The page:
Farmer Focus: Digging up the farm‘s buried ’ghost ponds‘

Last time, I wrote that we were poised to start drilling, and on 27 February we did just that.

Cold soil temperatures mean protracted germination, but the lure of near-perfect conditions had my trigger finger itching and I’m relieved to say that everything sown in that first foray is pretty much all up and looking promising.

The second week of March turned wet and so we returned to the winter jobs of machinery repairs and coppicing. Thankfully, last week we managed to get going again, with only four more days left as I write.

See also: How a grower is preparing for ELMs as direct subsidy ends

The bulk of our spring sowing is malting barley and milling oats, but we are growing our first field of chia, which will be a welcome distraction.

Our autumn crops are looking excellent and my first attempt at growing organic oilseed rape is looking encouraging and budding up nicely.

Our winter wheat and spelt will need a hoe as soon as we can, while our winter milling wheat/bean bi-crop has had its first pass with the harrow-comb weeder.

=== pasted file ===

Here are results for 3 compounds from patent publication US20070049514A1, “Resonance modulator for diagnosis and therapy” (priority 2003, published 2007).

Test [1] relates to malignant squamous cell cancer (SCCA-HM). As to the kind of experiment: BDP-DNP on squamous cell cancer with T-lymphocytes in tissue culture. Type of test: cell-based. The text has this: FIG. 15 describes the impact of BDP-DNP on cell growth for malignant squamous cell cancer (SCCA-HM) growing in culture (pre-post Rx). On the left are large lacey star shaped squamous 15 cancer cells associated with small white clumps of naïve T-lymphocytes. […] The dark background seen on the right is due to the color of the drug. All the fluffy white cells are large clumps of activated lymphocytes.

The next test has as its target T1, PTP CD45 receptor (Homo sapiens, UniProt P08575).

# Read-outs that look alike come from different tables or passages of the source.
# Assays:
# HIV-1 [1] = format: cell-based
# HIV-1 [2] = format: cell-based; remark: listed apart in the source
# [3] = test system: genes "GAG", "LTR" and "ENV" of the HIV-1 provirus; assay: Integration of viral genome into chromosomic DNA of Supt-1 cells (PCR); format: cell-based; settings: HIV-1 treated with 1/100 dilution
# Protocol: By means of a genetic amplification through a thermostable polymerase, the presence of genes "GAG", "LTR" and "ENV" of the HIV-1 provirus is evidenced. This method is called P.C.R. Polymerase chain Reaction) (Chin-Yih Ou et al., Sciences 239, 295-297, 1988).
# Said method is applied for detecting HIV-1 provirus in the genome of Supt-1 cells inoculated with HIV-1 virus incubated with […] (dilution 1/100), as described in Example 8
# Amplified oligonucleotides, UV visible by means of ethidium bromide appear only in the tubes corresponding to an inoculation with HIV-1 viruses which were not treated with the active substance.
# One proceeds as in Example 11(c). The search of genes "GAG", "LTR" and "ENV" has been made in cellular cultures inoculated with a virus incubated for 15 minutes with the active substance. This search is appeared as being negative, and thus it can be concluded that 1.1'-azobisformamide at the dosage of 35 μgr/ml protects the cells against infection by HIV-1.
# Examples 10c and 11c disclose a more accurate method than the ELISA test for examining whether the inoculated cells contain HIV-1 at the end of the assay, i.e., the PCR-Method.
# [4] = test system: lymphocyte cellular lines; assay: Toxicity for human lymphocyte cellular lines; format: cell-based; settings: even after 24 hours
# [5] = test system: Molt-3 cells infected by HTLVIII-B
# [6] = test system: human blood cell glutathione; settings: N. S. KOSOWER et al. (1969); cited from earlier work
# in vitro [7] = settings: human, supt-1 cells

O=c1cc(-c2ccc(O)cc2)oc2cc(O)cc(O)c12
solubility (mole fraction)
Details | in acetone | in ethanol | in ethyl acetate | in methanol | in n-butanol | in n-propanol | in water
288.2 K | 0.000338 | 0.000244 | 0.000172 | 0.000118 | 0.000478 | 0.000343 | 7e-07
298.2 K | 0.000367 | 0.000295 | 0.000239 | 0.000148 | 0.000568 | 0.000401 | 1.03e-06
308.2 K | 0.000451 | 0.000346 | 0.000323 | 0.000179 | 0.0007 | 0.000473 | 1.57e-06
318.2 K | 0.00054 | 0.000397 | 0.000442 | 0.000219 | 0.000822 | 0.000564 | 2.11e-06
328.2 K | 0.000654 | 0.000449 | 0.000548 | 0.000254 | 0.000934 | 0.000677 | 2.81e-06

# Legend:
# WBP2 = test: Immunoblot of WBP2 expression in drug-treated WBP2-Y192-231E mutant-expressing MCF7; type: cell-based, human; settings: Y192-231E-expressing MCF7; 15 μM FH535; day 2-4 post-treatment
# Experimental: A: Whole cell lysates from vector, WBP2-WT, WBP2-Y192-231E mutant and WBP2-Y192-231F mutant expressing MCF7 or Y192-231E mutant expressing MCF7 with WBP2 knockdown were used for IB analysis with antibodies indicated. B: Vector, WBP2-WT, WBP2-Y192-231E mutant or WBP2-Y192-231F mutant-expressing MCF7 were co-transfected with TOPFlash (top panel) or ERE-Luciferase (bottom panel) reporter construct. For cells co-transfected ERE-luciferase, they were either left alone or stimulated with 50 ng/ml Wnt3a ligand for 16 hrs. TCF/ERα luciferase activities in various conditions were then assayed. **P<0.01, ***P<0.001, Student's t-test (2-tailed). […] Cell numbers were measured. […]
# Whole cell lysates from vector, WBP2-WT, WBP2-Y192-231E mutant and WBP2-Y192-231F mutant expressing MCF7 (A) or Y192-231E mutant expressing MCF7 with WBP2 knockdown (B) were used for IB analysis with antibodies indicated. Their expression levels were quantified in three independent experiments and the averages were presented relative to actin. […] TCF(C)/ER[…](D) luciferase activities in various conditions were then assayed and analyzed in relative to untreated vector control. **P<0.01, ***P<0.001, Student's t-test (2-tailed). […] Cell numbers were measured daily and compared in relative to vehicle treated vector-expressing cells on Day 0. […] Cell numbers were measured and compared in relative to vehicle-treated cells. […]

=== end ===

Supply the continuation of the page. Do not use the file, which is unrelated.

However, the real excitement has been digging our first two “ghost ponds”. These are farm ponds that were previously known about or ones that can be traced back on old maps. They were filled in years ago as there was no longer a need to provide fish, sustain working horses, swell cart wheels or fill steam engines.

Former ponds are more important than virgin ponds as they often contain seeds and roots from their former selves, making vegetative recolonisation by previous aquatic plants quicker. 

The silty shadows of two of our ghost ponds have now been rediscovered and I am looking forward to them adding to the diversity of the wildlife at Shimpling Park Farm.

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